- If your team is inexperienced, the road will be longer. Come to the table with clear proof points and a well-defined growth strategy; even if you’re at the prototype stage, pointing upstream to quarterly production targets shows foresight.
- Be humble: There is a temptation to tell big corporates a big story — don’t. Odds are, your climate venture isn’t solely driving a sectoral transformation, so avoid promising the moon. Instead, make clear that an industry transition is underway and that your venture is uniquely positioned to solve a key challenge that corporate is facing in the transition. Show that you value getting to the next step without putting yourself on the hook to do the impossible.
- Know your customer (and the competition): Do your homework before you get in the door:
- If your potential corporate partner has published sustainability targets, read them; otherwise, risk appearing unprepared.
- Research who (the specific person) you’re speaking to. Look at their linked in profile and don’t assume just because they work for a corporate they don’t know anything about your sector.
- Additionally, make sure that you have a keen sense of your corporate partner’s competition. Some corporations actually want their competitors to simultaneously pilot a startup’s technology because it reduces their investment risk. So, in a sense, your corporate customer’s competitors may be your customers, too.
- Emphasize with your advocate: The sustainability lead pitching your product internally at a corporation is often not the person who will actually be using it day-to-day. As a result, your advocate may face resistance from their pro-status quo colleagues. Show empathy, recognize that they are expending personal capital on your behalf, and be patient.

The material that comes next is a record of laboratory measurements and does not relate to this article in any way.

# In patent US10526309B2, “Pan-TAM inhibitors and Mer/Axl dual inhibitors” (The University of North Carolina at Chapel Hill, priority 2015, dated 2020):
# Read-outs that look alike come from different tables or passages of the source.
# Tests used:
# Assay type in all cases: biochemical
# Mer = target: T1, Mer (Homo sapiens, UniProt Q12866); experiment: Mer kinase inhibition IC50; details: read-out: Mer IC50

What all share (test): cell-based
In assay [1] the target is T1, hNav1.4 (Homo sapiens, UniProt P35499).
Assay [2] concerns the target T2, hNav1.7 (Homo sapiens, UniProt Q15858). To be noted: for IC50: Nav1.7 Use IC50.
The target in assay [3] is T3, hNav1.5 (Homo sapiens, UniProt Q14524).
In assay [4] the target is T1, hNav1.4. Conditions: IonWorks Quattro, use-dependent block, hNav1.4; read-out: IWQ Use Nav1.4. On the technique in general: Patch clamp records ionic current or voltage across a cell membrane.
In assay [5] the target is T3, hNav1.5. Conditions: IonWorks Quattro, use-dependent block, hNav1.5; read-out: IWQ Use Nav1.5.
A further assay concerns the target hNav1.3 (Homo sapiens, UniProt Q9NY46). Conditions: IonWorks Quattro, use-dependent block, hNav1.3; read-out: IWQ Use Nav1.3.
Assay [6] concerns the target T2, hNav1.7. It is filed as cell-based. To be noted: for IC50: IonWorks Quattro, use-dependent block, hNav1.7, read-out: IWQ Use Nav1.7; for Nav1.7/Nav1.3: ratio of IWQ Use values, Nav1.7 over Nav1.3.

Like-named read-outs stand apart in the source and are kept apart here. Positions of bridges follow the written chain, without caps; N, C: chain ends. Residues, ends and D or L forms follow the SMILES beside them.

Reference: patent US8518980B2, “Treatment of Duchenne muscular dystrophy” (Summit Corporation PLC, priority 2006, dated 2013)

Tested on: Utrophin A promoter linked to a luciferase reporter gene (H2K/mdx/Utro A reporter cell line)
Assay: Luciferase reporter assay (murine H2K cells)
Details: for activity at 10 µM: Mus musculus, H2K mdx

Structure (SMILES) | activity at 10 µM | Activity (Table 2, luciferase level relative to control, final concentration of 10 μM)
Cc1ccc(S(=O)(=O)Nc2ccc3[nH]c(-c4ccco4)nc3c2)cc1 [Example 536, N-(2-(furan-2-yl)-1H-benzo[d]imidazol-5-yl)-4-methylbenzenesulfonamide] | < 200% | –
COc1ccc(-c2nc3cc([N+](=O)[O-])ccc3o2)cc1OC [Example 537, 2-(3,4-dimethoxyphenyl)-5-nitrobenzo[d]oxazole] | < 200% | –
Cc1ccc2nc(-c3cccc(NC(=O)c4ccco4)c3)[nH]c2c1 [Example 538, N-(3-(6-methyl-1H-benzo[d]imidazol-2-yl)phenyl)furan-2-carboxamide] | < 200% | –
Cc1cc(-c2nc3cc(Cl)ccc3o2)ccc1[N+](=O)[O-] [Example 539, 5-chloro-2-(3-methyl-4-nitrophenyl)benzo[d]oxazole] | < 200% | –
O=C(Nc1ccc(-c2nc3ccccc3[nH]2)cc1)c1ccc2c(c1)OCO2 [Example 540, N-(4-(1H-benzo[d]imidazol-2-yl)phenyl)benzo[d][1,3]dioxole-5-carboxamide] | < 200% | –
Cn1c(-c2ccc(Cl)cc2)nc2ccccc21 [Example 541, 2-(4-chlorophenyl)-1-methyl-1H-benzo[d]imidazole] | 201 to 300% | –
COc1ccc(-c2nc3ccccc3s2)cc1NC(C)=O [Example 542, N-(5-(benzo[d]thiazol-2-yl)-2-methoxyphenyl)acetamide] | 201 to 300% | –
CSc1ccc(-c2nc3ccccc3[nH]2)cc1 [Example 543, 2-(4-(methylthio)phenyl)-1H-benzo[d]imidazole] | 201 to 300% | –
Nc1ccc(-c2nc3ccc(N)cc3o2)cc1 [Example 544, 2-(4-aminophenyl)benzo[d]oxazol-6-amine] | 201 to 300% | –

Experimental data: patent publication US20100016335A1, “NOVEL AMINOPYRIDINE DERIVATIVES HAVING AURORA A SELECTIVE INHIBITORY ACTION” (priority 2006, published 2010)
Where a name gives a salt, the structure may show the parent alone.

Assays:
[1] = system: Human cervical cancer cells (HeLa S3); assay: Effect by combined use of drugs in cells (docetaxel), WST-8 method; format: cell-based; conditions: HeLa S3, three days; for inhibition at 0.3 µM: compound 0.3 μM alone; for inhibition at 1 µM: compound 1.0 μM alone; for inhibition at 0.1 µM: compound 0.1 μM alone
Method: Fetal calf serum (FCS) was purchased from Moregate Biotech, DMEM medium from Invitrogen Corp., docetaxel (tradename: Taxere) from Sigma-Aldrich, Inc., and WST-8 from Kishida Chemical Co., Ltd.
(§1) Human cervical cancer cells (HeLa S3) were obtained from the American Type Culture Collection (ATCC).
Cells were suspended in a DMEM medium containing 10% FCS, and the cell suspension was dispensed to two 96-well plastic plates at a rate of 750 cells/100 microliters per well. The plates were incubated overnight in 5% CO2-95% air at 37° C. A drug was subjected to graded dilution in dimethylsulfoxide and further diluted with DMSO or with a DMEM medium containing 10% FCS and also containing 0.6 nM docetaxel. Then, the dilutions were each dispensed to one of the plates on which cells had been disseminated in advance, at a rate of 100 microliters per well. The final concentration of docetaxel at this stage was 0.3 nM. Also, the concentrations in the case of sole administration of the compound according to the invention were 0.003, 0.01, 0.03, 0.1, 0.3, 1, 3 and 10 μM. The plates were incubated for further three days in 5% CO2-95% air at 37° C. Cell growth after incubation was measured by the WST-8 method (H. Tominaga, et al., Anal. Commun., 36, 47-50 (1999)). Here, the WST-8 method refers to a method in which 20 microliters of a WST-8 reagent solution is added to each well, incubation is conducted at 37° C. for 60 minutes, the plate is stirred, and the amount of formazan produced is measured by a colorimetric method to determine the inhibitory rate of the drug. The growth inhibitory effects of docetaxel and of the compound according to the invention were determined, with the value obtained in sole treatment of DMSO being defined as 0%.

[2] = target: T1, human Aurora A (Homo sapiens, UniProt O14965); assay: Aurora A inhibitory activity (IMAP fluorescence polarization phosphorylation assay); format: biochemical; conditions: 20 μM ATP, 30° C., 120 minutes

Funding your pilot
Your dream big corporate is on board; now, how do you structure and fund your pilot?
- If you’ve raised equity, consider using that capital to fund a free pilot for your corporate partner, especially if your technology is unproven. This is savvy because risk-averse corporate actors will be hesitant to stop paying for their trusted, incumbent tech during a pilot, so your free trial will help them avoid paying for two competing products.
- If you don't have enough cash on your balance sheet, don't despair. Engage your new corporate partner and work out a cost structure that's advantageous for both sides. The key to this early negotiation is transparency. Also, engage your community for support. With a big corporate LOI in hand, you may be able to source external capital to fund your pilot (via grant, debt, convertible note, etc.).
- And remember, free today, shouldn’t mean free tomorrow. Make sure your pilot has terms for how pricing will work after you demonstrate performance. One possible model for establishing pricing: figure out what your corporate partner pays for its incumbent technology and price competitively. If your partner starts to see savings from day 1, their desire to switch will be all the greater.
Alexia Kelly has worked for more than 15 years at the intersection of public and private markets to accelerate the transition to the zero carbon economy. She currently serves as Director of Net Zero + Nature at Netflix, where she’s responsible for the company’s Science Based Target implementation and production decarbonization and clean technology strategy. She also leads Netflix’s global carbon credit and renewable energy purchasing strategies. In her nights and weekends, she serves as a Senior Advisor to the High Tide Foundation and Board Member of the Integrity Council for Voluntary Carbon Markets. Prior to joining Netflix, Alexia has founded two climate start ups and held senior roles at the U.S. Department of State’s Office of Global Change, World Resources Institute, ENGIE Impact, The Climate Trust and a family office. She also serves on several non profit boards. When she’s not working, she’s perfecting her kimchee recipe and loves hanging out with her husband and two kiddos in the beautiful Pacific Northwest, where they reside.